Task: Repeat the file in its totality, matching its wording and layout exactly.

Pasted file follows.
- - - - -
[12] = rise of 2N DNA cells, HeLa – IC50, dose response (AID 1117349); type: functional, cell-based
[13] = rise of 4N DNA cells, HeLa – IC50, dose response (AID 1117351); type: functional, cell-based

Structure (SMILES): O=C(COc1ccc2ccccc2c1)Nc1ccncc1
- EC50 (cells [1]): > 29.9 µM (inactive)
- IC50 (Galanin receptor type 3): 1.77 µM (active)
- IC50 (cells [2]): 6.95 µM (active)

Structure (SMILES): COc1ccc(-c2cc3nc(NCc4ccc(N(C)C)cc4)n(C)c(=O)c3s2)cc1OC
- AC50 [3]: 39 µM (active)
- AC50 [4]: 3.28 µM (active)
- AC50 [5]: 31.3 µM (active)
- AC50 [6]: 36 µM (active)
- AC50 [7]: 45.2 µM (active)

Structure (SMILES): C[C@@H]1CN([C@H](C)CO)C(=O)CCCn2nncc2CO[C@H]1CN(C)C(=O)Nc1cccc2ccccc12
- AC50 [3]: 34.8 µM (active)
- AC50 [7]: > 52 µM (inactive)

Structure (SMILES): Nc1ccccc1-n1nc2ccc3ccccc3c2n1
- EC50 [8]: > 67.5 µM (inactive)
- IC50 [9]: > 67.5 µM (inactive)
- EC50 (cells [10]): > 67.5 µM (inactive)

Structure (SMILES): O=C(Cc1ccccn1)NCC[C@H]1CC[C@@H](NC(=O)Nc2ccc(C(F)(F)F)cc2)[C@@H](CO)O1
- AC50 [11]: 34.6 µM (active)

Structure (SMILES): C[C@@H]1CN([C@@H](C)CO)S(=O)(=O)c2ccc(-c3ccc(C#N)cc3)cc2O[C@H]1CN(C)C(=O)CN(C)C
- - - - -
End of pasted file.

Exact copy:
[12] = rise of 2N DNA cells, HeLa – IC50, dose response (AID 1117349); type: functional, cell-based
[13] = rise of 4N DNA cells, HeLa – IC50, dose response (AID 1117351); type: functional, cell-based

Structure (SMILES): O=C(COc1ccc2ccccc2c1)Nc1ccncc1
- EC50 (cells [1]): > 29.9 µM (inactive)
- IC50 (Galanin receptor type 3): 1.77 µM (active)
- IC50 (cells [2]): 6.95 µM (active)

Structure (SMILES): COc1ccc(-c2cc3nc(NCc4ccc(N(C)C)cc4)n(C)c(=O)c3s2)cc1OC
- AC50 [3]: 39 µM (active)
- AC50 [4]: 3.28 µM (active)
- AC50 [5]: 31.3 µM (active)
- AC50 [6]: 36 µM (active)
- AC50 [7]: 45.2 µM (active)

Structure (SMILES): C[C@@H]1CN([C@H](C)CO)C(=O)CCCn2nncc2CO[C@H]1CN(C)C(=O)Nc1cccc2ccccc12
- AC50 [3]: 34.8 µM (active)
- AC50 [7]: > 52 µM (inactive)

Structure (SMILES): Nc1ccccc1-n1nc2ccc3ccccc3c2n1
- EC50 [8]: > 67.5 µM (inactive)
- IC50 [9]: > 67.5 µM (inactive)
- EC50 (cells [10]): > 67.5 µM (inactive)

Structure (SMILES): O=C(Cc1ccccn1)NCC[C@H]1CC[C@@H](NC(=O)Nc2ccc(C(F)(F)F)cc2)[C@@H](CO)O1
- AC50 [11]: 34.6 µM (active)

Structure (SMILES): C[C@@H]1CN([C@@H](C)CO)S(=O)(=O)c2ccc(-c3ccc(C#N)cc3)cc2O[C@H]1CN(C)C(=O)CN(C)C